Police in Baton Rouge say they have arrested three people who stole guns with the goal of killing police officers. They are still looking for a fourth suspect in the alleged plot, NPR's Greg Allen reports.

"Police say the thefts were at a Baton Rouge pawn shop early Saturday morning," Greg says. "One person was arrested at the scene. Since then, two others have been arrested and six of the eight stolen handguns have been recovered. Police are still looking for one other man."

A 13-year-old boy is among those arrested, Greg says.

Copyright 2016 NPR. To see more, visit http://www.npr.org/.

After an international tribunal invalidated Beijing's claims to the South China Sea, Chinese authorities have declared in no uncertain terms that they will be ignoring the ruling.

The Philippines brought the case to the Permanent Court of Arbitration in The Hague, objecting to China's claims to maritime rights in the disputed waters. The tribunal agreed that China had no legal authority to claim the waters, and was infringing on the sovereign rights of the Philippines.

Donald Trump is firing back at Supreme Court Justice Ruth Bader Ginsburg after she made disparaging comments about him in several media interviews. He tweeted late Tuesday that she "has embarrassed all" with her "very dumb" comments about the candidate. Trump ended his tweet with "Her mind is shot - resign!":

Donald Trump wrapped up his public tryout of potential vice presidential candidates in Indiana Tuesday night with Gov. Mike Pence giving the final audition.

The Indiana governor's stock as Trump's possible running mate is believed to be on the rise, with New Jersey Gov. Chris Christie and former House Speaker Newt Gingrich also atop the list. Sources tell NPR the presumptive GOP presidential nominee is close to making a decision, which he's widely expected to announce by Friday.

Copyright 2016 NPR. To see more, visit http://www.npr.org/.

The unassuming hero of Jonas Karlsson's clever, Kafkaesque parable is the opposite of a malcontent. Despite scant education, a limited social life, and no prospects for success as it is usually defined, he's that rarity, a most happy fella with an amazing ability to content himself with very little. But one day, returning to his barebones flat from his dead-end, part-time job at a video store, he finds an astronomical bill from an entity called W.R.D. He assumes it's a scam. Actually, it is more sinister-- and it forces him to take a good hard look at his life and values.

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Donald Trump picked a military town — Virginia Beach, Va. — to give a speech Monday on how he would go about overhauling the Department of Veterans Affairs if elected.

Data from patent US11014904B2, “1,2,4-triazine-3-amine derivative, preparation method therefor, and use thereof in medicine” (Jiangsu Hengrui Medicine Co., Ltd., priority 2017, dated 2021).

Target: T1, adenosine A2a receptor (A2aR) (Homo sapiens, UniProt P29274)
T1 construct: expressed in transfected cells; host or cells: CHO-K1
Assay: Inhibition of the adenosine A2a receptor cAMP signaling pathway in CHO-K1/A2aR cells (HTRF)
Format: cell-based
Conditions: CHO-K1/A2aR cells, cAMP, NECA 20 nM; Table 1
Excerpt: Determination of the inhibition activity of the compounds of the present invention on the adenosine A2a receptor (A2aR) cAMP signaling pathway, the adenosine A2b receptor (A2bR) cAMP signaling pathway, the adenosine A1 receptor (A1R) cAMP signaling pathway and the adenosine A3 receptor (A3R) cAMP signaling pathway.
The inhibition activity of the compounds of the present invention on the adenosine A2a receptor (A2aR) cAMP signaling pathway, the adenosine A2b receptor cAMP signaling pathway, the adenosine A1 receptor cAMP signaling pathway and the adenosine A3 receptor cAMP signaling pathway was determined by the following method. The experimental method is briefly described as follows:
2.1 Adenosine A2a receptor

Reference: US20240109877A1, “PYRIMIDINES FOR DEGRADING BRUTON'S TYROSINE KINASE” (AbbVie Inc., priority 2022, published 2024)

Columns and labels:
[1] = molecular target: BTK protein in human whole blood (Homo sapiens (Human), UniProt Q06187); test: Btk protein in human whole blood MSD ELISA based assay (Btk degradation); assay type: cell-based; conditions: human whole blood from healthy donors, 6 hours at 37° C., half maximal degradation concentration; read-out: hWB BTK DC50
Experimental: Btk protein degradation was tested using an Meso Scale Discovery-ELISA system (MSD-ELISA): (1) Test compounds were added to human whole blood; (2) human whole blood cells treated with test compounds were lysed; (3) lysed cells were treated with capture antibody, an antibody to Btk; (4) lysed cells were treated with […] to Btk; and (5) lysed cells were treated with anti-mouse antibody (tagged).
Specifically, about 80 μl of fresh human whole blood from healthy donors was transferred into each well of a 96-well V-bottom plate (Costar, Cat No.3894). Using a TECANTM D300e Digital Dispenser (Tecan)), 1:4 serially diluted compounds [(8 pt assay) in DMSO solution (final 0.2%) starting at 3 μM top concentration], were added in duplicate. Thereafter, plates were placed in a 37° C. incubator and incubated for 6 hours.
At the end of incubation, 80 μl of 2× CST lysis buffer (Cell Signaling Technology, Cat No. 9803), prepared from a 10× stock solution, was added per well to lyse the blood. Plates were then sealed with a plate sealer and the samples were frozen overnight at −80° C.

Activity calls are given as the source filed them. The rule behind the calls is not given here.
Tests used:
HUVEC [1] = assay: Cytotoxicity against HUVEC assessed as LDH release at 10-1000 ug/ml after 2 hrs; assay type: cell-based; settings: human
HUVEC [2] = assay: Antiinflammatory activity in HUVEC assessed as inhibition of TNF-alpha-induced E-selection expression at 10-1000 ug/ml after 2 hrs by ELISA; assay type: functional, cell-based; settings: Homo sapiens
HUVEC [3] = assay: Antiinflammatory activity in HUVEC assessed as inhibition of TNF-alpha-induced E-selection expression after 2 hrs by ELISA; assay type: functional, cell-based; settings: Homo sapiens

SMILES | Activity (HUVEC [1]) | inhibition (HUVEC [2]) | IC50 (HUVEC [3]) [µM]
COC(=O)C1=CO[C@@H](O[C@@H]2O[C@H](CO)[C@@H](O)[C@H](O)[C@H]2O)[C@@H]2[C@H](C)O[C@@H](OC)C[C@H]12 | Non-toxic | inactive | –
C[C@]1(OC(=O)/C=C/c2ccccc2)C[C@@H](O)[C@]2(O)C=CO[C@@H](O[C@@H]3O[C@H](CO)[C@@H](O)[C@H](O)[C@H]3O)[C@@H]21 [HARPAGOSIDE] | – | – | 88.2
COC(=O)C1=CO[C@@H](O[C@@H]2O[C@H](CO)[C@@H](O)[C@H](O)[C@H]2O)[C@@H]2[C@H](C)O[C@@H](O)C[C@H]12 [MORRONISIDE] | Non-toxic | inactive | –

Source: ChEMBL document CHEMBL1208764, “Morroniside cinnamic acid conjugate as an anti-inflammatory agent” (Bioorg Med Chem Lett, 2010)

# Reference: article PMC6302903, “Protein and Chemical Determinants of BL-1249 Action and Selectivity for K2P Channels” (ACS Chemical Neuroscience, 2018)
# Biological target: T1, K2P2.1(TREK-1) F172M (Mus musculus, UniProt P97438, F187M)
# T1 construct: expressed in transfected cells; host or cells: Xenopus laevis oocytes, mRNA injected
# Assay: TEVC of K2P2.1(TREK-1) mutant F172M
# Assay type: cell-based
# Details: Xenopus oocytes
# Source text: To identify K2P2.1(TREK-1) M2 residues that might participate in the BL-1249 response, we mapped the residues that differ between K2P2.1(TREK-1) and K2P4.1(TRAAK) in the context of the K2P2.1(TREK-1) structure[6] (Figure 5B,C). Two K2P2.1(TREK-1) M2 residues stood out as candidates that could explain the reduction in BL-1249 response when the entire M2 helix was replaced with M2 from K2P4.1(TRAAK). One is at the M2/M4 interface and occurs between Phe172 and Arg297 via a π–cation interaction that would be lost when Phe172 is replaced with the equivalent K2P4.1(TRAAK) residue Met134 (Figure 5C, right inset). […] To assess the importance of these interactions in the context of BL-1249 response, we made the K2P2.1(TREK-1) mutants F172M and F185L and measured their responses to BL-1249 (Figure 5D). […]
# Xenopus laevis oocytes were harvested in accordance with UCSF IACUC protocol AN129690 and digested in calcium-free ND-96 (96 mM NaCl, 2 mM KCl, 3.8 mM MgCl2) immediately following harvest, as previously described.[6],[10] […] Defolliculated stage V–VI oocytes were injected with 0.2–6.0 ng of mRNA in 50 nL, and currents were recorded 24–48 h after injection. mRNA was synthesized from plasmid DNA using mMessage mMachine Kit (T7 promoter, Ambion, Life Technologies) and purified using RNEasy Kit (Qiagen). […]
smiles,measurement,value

He blamed the Obama administration for a string of scandals at the VA during the past two years, and claimed that his rival, Hillary Clinton, has downplayed the problems and won't fix them.

Copyright 2016 NPR. To see more, visit http://www.npr.org/.

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Is That CEO Being Honest? Tone Of Voice May Tell A Lot

Feb 2, 2012

The conversation earlier today between Morning Edition co-host Steve Inskeep and NPR's Shankar Vedantam about software that can reportedly detect when a CEO might be trying to hide something during a conference call with investment analysts sent us off on a search for more about the research that Shankar was discussing.

Layered Voice Analysis technology, according to researchers from Duke University and the University of Illinois, seems to be able to pick up on the "vocal dissonance markers" in the tone of a CEO's voice that signal he or she might be shading the truth, trying to not say something or even lying. And the technology, according to a paper the researchers have produced, seems to do a better job of that than humans — the analysts taking part in such conference calls — can do.

Cognitive dissonance, as researchers Jessen Hobson, William Mayhew and Mohan Venkatachalam say, "is a state of psychological arousal and discomfort occurring when an individual takes actions that contrast with a belief, such as cheating while believing oneself to be honest."

They caution that:

"LVA is an emerging technology and, as with most commercial products, its inner workings are proprietary. While our laboratory results suggest the LVA dissonance metrics capture aspects of the construct of cognitive dissonance, we are unable to document the mechanisms by which LVA is able to do so."

And where is this LVA technology coming from? The researchers turned to the Israeli firm Nemesysco. It has put some videos on YouTube to show what it's technology can reportedly do.

If this all sounds like the plot of a TV show, you're right: Fox's now canceled Lie to Me.

Copyright 2012 National Public Radio. To see more, visit http://www.npr.org/.